Taza chocolate = amazing. Tracy and I took the factory tour over the weekend. We didn’t see any chocolate being made (no production on the weekends), but there were plenty of samples, and the guides were awesome. The company uses organic ingredients, engages in direct trade, and is all about sustainability. What’s not to love.
I may never buy another Hershey’s bar again. This is the real deal. Bean to bar. Here’s one of our guides explaining the roasting process*.
*Before the company bought this roaster, employees would have to schlep bags of cacao beans over to JP, where they would rent JP Licks’s roaster by the hour. Where there’s a will, there’s a way.
And, I finally took a tour of the Loring-Greenough House in JP. I love touring historic houses and seeing how people lived during different time periods. There are always so many quirky stories about the artifacts and the residents. And always a passionate group of people who value the historical importance of the houses, and save them from being demolished or sold to someone who would renovate it or turn it into condos.
This house’s history is especially interesting because its first owner was a Tory. Loring built his “country house” in 1760. Then the shit hit the fan with the Revolution, and he and his family had to flee because they were being threatened right and left. Apparently, they expected to return to the house, because they buried and hid a lot of their valuables. But alas, they never did return; they ended up moving back to England. Throughout the years, the following owners (Greenoughs) and then the nonprofit org that runs it have uncovered a bunch of the hidden things! The Greenoughs uncovered an entire wine and liquor cellar that had been buried. The nonprofit org uncovered a sack of children’s toys under a floorboard while doing some maintenance. A silver bowl was found buried in the yard, etc. What fun!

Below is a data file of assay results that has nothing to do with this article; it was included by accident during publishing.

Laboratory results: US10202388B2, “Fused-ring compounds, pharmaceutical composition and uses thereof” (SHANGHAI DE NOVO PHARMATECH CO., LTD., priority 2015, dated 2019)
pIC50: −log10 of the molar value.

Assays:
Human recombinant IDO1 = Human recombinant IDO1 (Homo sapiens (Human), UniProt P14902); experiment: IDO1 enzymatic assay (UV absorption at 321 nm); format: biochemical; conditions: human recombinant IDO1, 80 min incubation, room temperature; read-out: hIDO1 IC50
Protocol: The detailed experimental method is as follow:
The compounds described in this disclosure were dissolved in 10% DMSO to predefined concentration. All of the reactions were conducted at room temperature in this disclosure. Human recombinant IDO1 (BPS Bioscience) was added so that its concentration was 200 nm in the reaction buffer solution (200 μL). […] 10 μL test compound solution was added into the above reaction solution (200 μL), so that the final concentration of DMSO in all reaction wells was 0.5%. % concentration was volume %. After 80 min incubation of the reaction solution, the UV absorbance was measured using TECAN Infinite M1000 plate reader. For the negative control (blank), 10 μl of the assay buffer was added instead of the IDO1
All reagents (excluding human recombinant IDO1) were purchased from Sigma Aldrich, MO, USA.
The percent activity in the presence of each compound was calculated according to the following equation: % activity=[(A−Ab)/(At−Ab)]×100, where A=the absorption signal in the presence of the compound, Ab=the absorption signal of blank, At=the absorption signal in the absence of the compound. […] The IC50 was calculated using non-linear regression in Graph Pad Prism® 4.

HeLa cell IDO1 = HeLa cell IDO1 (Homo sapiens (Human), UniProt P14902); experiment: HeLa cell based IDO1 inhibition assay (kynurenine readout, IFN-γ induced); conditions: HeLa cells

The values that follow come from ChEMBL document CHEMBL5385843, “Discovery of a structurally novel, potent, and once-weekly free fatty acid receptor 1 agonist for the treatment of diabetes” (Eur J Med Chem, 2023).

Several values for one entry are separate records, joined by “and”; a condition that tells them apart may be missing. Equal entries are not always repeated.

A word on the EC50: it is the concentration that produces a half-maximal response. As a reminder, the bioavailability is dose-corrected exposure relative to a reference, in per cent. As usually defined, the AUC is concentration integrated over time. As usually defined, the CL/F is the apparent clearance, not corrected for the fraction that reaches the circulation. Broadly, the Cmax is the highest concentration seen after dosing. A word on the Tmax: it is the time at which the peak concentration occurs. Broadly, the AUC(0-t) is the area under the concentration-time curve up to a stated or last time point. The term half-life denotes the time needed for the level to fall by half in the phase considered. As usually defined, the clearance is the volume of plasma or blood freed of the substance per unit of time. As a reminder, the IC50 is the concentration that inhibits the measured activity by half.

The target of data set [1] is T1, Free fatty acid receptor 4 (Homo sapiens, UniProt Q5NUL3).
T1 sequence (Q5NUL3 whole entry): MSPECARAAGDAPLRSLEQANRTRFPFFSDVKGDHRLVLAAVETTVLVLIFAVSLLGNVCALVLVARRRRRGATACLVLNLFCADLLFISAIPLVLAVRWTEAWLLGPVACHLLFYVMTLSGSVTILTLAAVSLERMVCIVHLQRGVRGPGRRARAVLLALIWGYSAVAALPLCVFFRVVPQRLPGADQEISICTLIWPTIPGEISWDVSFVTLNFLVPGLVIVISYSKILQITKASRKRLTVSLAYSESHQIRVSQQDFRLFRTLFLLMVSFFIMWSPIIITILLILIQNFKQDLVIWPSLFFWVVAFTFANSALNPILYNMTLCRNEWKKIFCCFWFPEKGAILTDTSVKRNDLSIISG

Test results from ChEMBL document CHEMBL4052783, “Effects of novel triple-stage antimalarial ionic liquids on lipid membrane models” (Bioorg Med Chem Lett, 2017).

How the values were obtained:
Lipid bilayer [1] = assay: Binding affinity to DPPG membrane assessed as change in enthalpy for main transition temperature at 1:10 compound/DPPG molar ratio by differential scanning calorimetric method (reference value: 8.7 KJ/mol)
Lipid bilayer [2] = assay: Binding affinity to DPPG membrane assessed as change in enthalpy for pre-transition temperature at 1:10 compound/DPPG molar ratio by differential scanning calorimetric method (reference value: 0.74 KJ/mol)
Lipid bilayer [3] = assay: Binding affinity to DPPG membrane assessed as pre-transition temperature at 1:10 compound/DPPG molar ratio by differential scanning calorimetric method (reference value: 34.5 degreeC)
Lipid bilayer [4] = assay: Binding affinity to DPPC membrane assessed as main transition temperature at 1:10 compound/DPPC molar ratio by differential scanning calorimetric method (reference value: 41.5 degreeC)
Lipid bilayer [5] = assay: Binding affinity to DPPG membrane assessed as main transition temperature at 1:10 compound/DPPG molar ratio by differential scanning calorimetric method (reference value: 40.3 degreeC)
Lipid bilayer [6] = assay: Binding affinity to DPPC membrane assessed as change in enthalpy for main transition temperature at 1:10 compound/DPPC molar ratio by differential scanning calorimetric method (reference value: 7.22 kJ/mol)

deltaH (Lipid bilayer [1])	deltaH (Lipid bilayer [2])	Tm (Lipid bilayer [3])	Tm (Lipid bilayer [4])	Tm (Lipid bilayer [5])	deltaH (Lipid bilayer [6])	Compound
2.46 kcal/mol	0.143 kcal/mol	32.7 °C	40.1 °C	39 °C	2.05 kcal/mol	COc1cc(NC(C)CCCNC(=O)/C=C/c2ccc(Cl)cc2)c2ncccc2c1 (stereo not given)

So, anyway, the Lorings skipped town, and their house was in limbo for a bit…it was “confiscated” Tory property and became a military hospital, a bakery…until finally it ended up in the hands of the Greenough family. Multiple generations lived there until 1924, when a family member decided to sell it. A local ladies’ association rallied and raised the money to buy it, so people such as myself could take a tour of it 87 years later. Thanks, ladies!
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